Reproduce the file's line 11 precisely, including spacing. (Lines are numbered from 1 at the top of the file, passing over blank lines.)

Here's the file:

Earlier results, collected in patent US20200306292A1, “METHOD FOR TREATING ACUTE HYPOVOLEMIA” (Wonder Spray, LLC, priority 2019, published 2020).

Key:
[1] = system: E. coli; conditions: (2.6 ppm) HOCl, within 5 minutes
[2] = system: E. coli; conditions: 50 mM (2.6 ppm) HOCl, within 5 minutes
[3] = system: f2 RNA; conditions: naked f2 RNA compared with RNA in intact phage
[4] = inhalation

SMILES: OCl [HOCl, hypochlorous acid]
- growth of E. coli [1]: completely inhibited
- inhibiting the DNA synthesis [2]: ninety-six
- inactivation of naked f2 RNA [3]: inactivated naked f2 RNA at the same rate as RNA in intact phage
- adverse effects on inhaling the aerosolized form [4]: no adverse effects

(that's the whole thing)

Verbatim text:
- adverse effects on inhaling the aerosolized form [4]: no adverse effects